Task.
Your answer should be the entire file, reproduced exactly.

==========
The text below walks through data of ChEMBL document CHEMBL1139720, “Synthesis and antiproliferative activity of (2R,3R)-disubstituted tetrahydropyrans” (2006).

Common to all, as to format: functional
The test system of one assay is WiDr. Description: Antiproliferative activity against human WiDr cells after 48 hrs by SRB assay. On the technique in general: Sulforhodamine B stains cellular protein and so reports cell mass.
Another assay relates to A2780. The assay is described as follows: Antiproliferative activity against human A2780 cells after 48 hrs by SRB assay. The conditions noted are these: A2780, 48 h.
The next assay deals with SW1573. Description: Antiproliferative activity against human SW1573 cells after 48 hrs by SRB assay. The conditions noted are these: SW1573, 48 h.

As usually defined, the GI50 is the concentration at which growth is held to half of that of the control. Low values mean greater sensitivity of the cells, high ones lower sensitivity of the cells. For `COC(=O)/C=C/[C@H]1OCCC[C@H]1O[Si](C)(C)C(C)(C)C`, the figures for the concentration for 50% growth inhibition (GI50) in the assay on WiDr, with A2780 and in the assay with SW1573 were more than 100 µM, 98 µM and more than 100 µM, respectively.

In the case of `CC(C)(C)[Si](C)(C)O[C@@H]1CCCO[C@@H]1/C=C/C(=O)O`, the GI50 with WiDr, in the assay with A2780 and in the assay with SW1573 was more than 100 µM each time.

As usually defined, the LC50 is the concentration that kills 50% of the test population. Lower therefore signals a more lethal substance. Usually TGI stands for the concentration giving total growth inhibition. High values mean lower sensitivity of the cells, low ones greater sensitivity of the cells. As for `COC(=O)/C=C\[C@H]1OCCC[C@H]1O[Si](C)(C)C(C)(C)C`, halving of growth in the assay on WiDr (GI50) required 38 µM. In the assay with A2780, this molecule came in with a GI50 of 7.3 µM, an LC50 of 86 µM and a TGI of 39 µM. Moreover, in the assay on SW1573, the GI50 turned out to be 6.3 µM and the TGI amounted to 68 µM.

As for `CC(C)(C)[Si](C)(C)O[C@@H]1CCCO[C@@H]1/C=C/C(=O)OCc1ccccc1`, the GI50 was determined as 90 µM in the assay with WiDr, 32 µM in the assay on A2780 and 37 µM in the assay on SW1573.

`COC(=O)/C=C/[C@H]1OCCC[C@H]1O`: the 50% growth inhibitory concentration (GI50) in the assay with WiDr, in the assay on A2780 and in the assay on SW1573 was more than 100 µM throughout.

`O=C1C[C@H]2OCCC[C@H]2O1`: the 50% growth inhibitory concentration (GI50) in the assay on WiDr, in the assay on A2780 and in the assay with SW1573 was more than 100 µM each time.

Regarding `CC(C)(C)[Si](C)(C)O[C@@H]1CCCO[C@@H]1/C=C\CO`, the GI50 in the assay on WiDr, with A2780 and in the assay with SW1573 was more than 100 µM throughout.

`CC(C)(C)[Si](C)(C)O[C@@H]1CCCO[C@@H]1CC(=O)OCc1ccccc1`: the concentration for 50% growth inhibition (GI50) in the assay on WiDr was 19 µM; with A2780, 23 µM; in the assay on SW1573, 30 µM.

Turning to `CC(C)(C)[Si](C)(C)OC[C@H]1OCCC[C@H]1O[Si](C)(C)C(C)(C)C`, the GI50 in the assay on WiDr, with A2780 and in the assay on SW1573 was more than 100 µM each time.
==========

The text below walks through data of ChEMBL document CHEMBL1139720, “Synthesis and antiproliferative activity of (2R,3R)-disubstituted tetrahydropyrans” (2006).

Common to all, as to format: functional
The test system of one assay is WiDr. Description: Antiproliferative activity against human WiDr cells after 48 hrs by SRB assay. On the technique in general: Sulforhodamine B stains cellular protein and so reports cell mass.
Another assay relates to A2780. The assay is described as follows: Antiproliferative activity against human A2780 cells after 48 hrs by SRB assay. The conditions noted are these: A2780, 48 h.
The next assay deals with SW1573. Description: Antiproliferative activity against human SW1573 cells after 48 hrs by SRB assay. The conditions noted are these: SW1573, 48 h.

As usually defined, the GI50 is the concentration at which growth is held to half of that of the control. Low values mean greater sensitivity of the cells, high ones lower sensitivity of the cells. For `COC(=O)/C=C/[C@H]1OCCC[C@H]1O[Si](C)(C)C(C)(C)C`, the figures for the concentration for 50% growth inhibition (GI50) in the assay on WiDr, with A2780 and in the assay with SW1573 were more than 100 µM, 98 µM and more than 100 µM, respectively.

In the case of `CC(C)(C)[Si](C)(C)O[C@@H]1CCCO[C@@H]1/C=C/C(=O)O`, the GI50 with WiDr, in the assay with A2780 and in the assay with SW1573 was more than 100 µM each time.

As usually defined, the LC50 is the concentration that kills 50% of the test population. Lower therefore signals a more lethal substance. Usually TGI stands for the concentration giving total growth inhibition. High values mean lower sensitivity of the cells, low ones greater sensitivity of the cells. As for `COC(=O)/C=C\[C@H]1OCCC[C@H]1O[Si](C)(C)C(C)(C)C`, halving of growth in the assay on WiDr (GI50) required 38 µM. In the assay with A2780, this molecule came in with a GI50 of 7.3 µM, an LC50 of 86 µM and a TGI of 39 µM. Moreover, in the assay on SW1573, the GI50 turned out to be 6.3 µM and the TGI amounted to 68 µM.

As for `CC(C)(C)[Si](C)(C)O[C@@H]1CCCO[C@@H]1/C=C/C(=O)OCc1ccccc1`, the GI50 was determined as 90 µM in the assay with WiDr, 32 µM in the assay on A2780 and 37 µM in the assay on SW1573.

`COC(=O)/C=C/[C@H]1OCCC[C@H]1O`: the 50% growth inhibitory concentration (GI50) in the assay with WiDr, in the assay on A2780 and in the assay on SW1573 was more than 100 µM throughout.

`O=C1C[C@H]2OCCC[C@H]2O1`: the 50% growth inhibitory concentration (GI50) in the assay on WiDr, in the assay on A2780 and in the assay with SW1573 was more than 100 µM each time.

Regarding `CC(C)(C)[Si](C)(C)O[C@@H]1CCCO[C@@H]1/C=C\CO`, the GI50 in the assay on WiDr, with A2780 and in the assay with SW1573 was more than 100 µM throughout.

`CC(C)(C)[Si](C)(C)O[C@@H]1CCCO[C@@H]1CC(=O)OCc1ccccc1`: the concentration for 50% growth inhibition (GI50) in the assay on WiDr was 19 µM; with A2780, 23 µM; in the assay on SW1573, 30 µM.

Turning to `CC(C)(C)[Si](C)(C)OC[C@H]1OCCC[C@H]1O[Si](C)(C)C(C)(C)C`, the GI50 in the assay on WiDr, with A2780 and in the assay on SW1573 was more than 100 µM each time.